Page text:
A few months after my election as district superintendent in 1996, I visited a small congregation that was struggling to survive. Once, the church had a thriving ministry; now, there were only a handful of faithful people, and they were discouraged.

Nearly everyone stayed for a customary lunch after the Sunday morning worship service. Our table conversation was as warm and genuine as it was noncommittal. Everyone knew the church was at a crossroads, but no one was willing to venture in any direction. After a while I began to question those who were gathered around the table about their hopes and dreams for the church and its ministry. Their initial answers weren’t very certain, so I rephrased and made another attempt.

“What are you expecting God to do for you?” I asked.

The only teenager in the group, a boy, was sitting on the floor with his back to the wall just to my right. He had been reading a book, and I didn’t think he seemed to be paying much attention to the conversation. But I was wrong about that! He was far more observant than it appeared. He understood something the adults in that small group were unwilling to admit.

“Not much,” he immediately answered. “Not much!” Despite the disapproving looks he received from the adults, his was an honest answer: The congregation was dispirited. They long ago ceased to anticipate that God was going to do much of anything.

The writer of Hebrews declares, “Whoever would draw near to God must believe that he exists and that he rewards those who seek him” (ESV). Perhaps that is why Jesus frequently asked questions of the people who came to Him. His questions were not always the same, but they were always designed to probe self-understanding, reveal faith and excite expectation. For instance, Jesus asked the rich young ruler why he called Him good in order to reveal the man’s motivations.

Luke 18 records the story of a blind man begging alongside the road near the city of Jericho. As Jesus approached, the beggar cried out, “Jesus, Son of David, have mercy on me!” The disciples tried to quiet him, but he cried out again and Jesus stopped. But Jesus did not immediately heal him. Instead, he asked a question. “What do you want me to do for you?” Only when the beggar said he wanted his sight restored did Jesus heal him. “And Jesus said to him, ‘Recover your sight; your faith has made you well’” (Luke 18:42, ESV). Apparently, our Lord believes that expectations are one measure of faith. The beggar expected Jesus to heal him, and his expectation was rewarded. The discouraged people I met with that Sunday afternoon had no expectation, and their lack of it revealed their failure to look to God in faith.

Matthew 7:7–8 is a familiar passage. Jesus says, “‘Ask, and it will be given to you; seek, and you will find; knock, and it will be opened to you. For everyone who asks receives, and the one who seeks finds, and to the one who knocks it will be opened.’” I used to believe these words promised answers to prayer, and perhaps they do. However, my understanding has changed. Our Lord was encouraging prayer. He was also pointing out an essential quality of faith: expectation. It anticipates God’s willingness to do something!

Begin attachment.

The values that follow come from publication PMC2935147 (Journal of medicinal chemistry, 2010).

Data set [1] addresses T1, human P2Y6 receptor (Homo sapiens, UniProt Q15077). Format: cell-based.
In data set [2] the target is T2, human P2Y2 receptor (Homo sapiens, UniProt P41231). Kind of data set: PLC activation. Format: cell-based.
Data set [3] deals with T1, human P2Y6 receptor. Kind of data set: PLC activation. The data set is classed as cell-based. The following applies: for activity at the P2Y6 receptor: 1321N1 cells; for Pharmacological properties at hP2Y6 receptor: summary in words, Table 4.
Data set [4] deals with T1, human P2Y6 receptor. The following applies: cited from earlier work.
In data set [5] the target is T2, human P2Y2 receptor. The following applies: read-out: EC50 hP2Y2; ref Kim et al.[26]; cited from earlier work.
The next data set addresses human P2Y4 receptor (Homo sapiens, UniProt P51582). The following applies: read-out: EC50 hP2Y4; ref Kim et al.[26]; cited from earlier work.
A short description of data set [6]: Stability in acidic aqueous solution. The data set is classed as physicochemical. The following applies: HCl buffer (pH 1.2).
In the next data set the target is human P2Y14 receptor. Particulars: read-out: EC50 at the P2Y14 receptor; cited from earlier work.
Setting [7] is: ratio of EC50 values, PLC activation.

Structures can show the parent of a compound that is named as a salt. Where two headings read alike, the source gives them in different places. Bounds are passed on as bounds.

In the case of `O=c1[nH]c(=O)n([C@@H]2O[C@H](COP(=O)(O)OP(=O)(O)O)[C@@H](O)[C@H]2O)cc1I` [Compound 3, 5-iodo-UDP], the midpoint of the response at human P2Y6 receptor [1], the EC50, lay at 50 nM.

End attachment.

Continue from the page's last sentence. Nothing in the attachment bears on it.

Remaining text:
People who ask, receive. Those who will not ask because they fear disappointment—or because they doubt the ability or the willingness of God to give—do not receive. It is really quite simple. If you are going to find something, you must first look for it. People who are not looking for things usually do not find them.

And, just in case His listeners missed the point, Jesus emphasizes the principle again. To whom is a door opened? You may stand outside a closed and locked door waiting to get in for a very long time, especially if you do not ring the doorbell. If you want those who are on the other side to open the door, Jesus suggests you try knocking on it. Doors are opened when people knock on them.

In a similar way, God works in response to the expectations of those who are willing to take a faith-filled risk. It may be that your requests will not be answered in the way you would like them to be. It is possible that you will ask and circumstances will remain as they are. But is it not worth asking, seeking and knocking? Asking, seeking and knocking do not guarantee a desired result, but the failure to do so certainly guarantees there will be no response.

Achieving God’s purposes involves taking faith-filled risks. That is one of our core values. We encourage people to take risks in ministry. Many churches are willing to pursue something that is considered to be “out of the box” in order to reach their community for Christ. But perhaps the place to begin is not “out of the box” but in the prayer closet. For it is in prayer that our expectations for God to work are revealed. It is first in prayer that faith is expressed. Without a willingness to ask, seek and knock, our ministry may well be filled with risk but absent the faith without which Hebrews reminds us, “it is impossible to please God.”

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